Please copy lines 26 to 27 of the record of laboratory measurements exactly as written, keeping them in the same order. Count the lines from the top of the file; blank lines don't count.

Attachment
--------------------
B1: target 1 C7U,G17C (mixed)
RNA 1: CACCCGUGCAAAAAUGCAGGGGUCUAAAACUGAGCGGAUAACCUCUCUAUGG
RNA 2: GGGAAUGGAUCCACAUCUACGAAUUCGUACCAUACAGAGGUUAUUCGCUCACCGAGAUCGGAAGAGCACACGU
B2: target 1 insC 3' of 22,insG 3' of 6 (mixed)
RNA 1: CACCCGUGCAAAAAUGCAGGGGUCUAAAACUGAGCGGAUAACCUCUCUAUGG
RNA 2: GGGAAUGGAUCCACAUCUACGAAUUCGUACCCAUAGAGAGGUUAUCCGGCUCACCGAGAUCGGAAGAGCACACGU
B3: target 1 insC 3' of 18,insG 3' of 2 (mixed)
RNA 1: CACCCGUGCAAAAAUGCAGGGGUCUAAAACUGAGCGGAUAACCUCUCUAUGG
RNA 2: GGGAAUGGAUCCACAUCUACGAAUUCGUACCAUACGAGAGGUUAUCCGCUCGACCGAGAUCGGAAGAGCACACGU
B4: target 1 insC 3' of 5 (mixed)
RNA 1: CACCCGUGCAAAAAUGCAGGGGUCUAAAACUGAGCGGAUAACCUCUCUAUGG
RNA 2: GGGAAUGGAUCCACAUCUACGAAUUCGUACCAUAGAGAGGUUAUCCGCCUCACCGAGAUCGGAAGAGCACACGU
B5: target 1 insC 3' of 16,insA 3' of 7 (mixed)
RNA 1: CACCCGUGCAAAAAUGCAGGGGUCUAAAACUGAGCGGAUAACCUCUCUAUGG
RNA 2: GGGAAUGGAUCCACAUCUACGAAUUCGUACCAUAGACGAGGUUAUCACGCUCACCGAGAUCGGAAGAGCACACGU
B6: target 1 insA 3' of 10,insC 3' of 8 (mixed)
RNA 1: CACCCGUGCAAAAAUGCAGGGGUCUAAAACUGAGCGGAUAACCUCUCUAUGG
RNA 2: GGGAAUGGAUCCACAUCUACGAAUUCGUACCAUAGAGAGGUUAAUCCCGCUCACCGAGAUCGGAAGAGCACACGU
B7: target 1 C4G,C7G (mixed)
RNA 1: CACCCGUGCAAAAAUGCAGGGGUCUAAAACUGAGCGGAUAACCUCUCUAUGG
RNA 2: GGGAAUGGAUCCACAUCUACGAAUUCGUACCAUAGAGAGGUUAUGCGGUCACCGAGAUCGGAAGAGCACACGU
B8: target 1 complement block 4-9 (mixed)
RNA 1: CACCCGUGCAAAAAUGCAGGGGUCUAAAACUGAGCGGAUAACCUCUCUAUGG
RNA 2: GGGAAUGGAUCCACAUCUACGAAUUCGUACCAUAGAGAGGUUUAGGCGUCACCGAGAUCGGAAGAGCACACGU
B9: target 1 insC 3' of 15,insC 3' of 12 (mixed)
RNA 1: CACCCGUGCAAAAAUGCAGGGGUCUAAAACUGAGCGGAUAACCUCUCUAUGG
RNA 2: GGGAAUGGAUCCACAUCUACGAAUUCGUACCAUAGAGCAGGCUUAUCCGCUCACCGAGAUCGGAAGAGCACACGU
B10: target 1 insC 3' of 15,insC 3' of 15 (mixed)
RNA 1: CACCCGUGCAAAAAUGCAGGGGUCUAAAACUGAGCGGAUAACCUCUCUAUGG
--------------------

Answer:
RNA 1: CACCCGUGCAAAAAUGCAGGGGUCUAAAACUGAGCGGAUAACCUCUCUAUGG
RNA 2: GGGAAUGGAUCCACAUCUACGAAUUCGUACCAUAGAGCAGGCUUAUCCGCUCACCGAGAUCGGAAGAGCACACGU